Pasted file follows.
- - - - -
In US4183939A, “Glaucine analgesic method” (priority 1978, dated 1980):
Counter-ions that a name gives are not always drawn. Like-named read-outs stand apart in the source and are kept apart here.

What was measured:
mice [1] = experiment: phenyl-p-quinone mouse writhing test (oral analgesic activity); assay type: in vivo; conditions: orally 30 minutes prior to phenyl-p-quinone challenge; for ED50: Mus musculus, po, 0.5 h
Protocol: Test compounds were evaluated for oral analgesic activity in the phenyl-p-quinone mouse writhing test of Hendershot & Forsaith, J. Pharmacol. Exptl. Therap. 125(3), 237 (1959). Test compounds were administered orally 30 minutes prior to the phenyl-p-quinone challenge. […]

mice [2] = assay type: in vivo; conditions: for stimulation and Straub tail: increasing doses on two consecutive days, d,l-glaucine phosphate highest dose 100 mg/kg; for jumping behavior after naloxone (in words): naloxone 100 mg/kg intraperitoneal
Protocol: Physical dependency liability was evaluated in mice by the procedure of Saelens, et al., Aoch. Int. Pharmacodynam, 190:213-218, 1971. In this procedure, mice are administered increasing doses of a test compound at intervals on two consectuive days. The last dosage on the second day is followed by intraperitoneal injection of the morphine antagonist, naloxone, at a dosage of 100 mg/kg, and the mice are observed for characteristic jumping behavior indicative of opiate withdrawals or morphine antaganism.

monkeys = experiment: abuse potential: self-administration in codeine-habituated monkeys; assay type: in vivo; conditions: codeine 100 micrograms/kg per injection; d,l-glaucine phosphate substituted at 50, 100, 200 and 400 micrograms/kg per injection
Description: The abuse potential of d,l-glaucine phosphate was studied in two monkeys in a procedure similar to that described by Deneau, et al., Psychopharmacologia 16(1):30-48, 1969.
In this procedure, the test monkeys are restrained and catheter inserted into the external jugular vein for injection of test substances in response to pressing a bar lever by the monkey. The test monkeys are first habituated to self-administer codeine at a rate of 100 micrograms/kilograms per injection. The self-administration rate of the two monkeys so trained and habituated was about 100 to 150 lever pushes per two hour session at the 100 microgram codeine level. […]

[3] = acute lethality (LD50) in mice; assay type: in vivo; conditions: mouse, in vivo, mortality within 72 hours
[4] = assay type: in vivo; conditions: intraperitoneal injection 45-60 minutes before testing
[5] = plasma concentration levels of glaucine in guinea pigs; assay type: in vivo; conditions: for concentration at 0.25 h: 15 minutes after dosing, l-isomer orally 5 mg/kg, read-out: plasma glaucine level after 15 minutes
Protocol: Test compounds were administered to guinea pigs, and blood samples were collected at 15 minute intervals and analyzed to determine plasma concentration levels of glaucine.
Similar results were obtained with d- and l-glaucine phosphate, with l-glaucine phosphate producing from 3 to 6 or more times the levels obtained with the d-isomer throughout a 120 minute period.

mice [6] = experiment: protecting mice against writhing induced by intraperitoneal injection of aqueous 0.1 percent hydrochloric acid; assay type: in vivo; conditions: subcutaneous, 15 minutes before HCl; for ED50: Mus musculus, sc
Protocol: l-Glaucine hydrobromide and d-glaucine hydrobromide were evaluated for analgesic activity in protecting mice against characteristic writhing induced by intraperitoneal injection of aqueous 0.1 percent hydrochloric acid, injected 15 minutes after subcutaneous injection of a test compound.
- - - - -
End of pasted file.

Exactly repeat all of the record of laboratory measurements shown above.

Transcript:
In US4183939A, “Glaucine analgesic method” (priority 1978, dated 1980):
Counter-ions that a name gives are not always drawn. Like-named read-outs stand apart in the source and are kept apart here.

What was measured:
mice [1] = experiment: phenyl-p-quinone mouse writhing test (oral analgesic activity); assay type: in vivo; conditions: orally 30 minutes prior to phenyl-p-quinone challenge; for ED50: Mus musculus, po, 0.5 h
Protocol: Test compounds were evaluated for oral analgesic activity in the phenyl-p-quinone mouse writhing test of Hendershot & Forsaith, J. Pharmacol. Exptl. Therap. 125(3), 237 (1959). Test compounds were administered orally 30 minutes prior to the phenyl-p-quinone challenge. […]

mice [2] = assay type: in vivo; conditions: for stimulation and Straub tail: increasing doses on two consecutive days, d,l-glaucine phosphate highest dose 100 mg/kg; for jumping behavior after naloxone (in words): naloxone 100 mg/kg intraperitoneal
Protocol: Physical dependency liability was evaluated in mice by the procedure of Saelens, et al., Aoch. Int. Pharmacodynam, 190:213-218, 1971. In this procedure, mice are administered increasing doses of a test compound at intervals on two consectuive days. The last dosage on the second day is followed by intraperitoneal injection of the morphine antagonist, naloxone, at a dosage of 100 mg/kg, and the mice are observed for characteristic jumping behavior indicative of opiate withdrawals or morphine antaganism.

monkeys = experiment: abuse potential: self-administration in codeine-habituated monkeys; assay type: in vivo; conditions: codeine 100 micrograms/kg per injection; d,l-glaucine phosphate substituted at 50, 100, 200 and 400 micrograms/kg per injection
Description: The abuse potential of d,l-glaucine phosphate was studied in two monkeys in a procedure similar to that described by Deneau, et al., Psychopharmacologia 16(1):30-48, 1969.
In this procedure, the test monkeys are restrained and catheter inserted into the external jugular vein for injection of test substances in response to pressing a bar lever by the monkey. The test monkeys are first habituated to self-administer codeine at a rate of 100 micrograms/kilograms per injection. The self-administration rate of the two monkeys so trained and habituated was about 100 to 150 lever pushes per two hour session at the 100 microgram codeine level. […]

[3] = acute lethality (LD50) in mice; assay type: in vivo; conditions: mouse, in vivo, mortality within 72 hours
[4] = assay type: in vivo; conditions: intraperitoneal injection 45-60 minutes before testing
[5] = plasma concentration levels of glaucine in guinea pigs; assay type: in vivo; conditions: for concentration at 0.25 h: 15 minutes after dosing, l-isomer orally 5 mg/kg, read-out: plasma glaucine level after 15 minutes
Protocol: Test compounds were administered to guinea pigs, and blood samples were collected at 15 minute intervals and analyzed to determine plasma concentration levels of glaucine.
Similar results were obtained with d- and l-glaucine phosphate, with l-glaucine phosphate producing from 3 to 6 or more times the levels obtained with the d-isomer throughout a 120 minute period.

mice [6] = experiment: protecting mice against writhing induced by intraperitoneal injection of aqueous 0.1 percent hydrochloric acid; assay type: in vivo; conditions: subcutaneous, 15 minutes before HCl; for ED50: Mus musculus, sc
Protocol: l-Glaucine hydrobromide and d-glaucine hydrobromide were evaluated for analgesic activity in protecting mice against characteristic writhing induced by intraperitoneal injection of aqueous 0.1 percent hydrochloric acid, injected 15 minutes after subcutaneous injection of a test compound.